Cretaceous Reverie: Review of Birds of Stone: Chinese Avian Fossils from the Age of Dinosaurs by Luis M. Chiappe and Meng Qingjin1

Alan Feduccia*
Department of Biology, University of North Carolina, Chapel Hill, North Carolina 27599-3280, United States of America

© 2018 Alan Feduccia.

open-access license: This is an open access article distributed under the terms of the Creative Commons Attribution 4.0 International Public License (CC-BY 4.0), a copy of which is available at: ( This license permits unrestricted use, distribution, and reproduction in any medium, provided the original author and source are credited.

* Address correspondence to this author at the Department of Biology, University of North Carolina, Chapel Hill, North Carolina 27599-3280, United States of America; Tel: 919-942-3377; E-mail:


Birds of Stone contains a portfolio of outstanding photographs of the spectacularly preserved Jehol bird fossils, from the Chinese Lower Cretaceous, and other pertinent vertebrate fossils of varying ages, along with comments on each fossil. The book nicely illustrates a range of species of the radiation of enantiornithines (opposite birds), the dominant Mesozoic landbirds, as well as the ornithuromorphs, the Mesozoic antecedents of the modern neornithine birds. Although the first section of the book is fairly straight forward, the second section, on bird origins and their early evolution is one-sided, presenting only the popular paleontological view and omits discussion of controversial subjects. Examples are the highly speculative presence of dinosaur protofeathers and improbable scenarios of flight origins. There are no citations of the numerous credible opposing views in the literature.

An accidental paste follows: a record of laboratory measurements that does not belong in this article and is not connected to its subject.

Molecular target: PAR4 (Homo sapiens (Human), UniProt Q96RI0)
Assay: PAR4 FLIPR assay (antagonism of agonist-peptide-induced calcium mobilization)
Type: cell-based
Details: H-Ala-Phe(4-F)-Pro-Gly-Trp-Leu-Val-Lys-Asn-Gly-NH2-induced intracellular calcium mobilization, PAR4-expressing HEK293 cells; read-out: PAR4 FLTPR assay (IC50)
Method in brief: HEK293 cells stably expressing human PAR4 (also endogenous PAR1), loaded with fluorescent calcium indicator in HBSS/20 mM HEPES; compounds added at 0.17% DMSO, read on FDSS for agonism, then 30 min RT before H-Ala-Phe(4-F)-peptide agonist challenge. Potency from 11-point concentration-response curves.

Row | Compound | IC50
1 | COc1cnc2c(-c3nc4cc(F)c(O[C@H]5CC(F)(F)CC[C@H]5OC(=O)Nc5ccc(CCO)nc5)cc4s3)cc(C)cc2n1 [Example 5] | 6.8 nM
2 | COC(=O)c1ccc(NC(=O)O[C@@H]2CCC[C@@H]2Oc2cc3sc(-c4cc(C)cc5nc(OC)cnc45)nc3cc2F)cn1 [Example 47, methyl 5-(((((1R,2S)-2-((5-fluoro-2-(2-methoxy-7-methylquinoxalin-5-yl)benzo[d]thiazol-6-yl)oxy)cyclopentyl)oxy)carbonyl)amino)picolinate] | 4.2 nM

Keywords: Cretaceous, Enantiornithine, Anchiornis, Caudipteryx, Confuciusornis, Microraptor, Protofeathers, Jehol biota.